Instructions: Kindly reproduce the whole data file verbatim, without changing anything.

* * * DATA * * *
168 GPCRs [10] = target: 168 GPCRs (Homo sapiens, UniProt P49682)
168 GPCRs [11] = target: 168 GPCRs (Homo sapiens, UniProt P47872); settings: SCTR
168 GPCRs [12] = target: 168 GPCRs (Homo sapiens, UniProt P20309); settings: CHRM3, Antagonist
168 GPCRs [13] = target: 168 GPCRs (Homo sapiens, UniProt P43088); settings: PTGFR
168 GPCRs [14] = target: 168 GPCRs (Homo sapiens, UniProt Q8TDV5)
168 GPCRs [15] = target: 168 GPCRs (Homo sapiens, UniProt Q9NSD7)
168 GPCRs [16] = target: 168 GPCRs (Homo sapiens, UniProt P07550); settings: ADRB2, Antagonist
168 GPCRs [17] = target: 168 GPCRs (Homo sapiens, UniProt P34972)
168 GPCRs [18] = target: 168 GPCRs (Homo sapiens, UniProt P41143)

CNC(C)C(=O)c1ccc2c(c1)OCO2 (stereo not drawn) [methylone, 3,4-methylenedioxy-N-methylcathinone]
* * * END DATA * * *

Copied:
168 GPCRs [10] = target: 168 GPCRs (Homo sapiens, UniProt P49682)
168 GPCRs [11] = target: 168 GPCRs (Homo sapiens, UniProt P47872); settings: SCTR
168 GPCRs [12] = target: 168 GPCRs (Homo sapiens, UniProt P20309); settings: CHRM3, Antagonist
168 GPCRs [13] = target: 168 GPCRs (Homo sapiens, UniProt P43088); settings: PTGFR
168 GPCRs [14] = target: 168 GPCRs (Homo sapiens, UniProt Q8TDV5)
168 GPCRs [15] = target: 168 GPCRs (Homo sapiens, UniProt Q9NSD7)
168 GPCRs [16] = target: 168 GPCRs (Homo sapiens, UniProt P07550); settings: ADRB2, Antagonist
168 GPCRs [17] = target: 168 GPCRs (Homo sapiens, UniProt P34972)
168 GPCRs [18] = target: 168 GPCRs (Homo sapiens, UniProt P41143)

CNC(C)C(=O)c1ccc2c(c1)OCO2 (stereo not drawn) [methylone, 3,4-methylenedioxy-N-methylcathinone]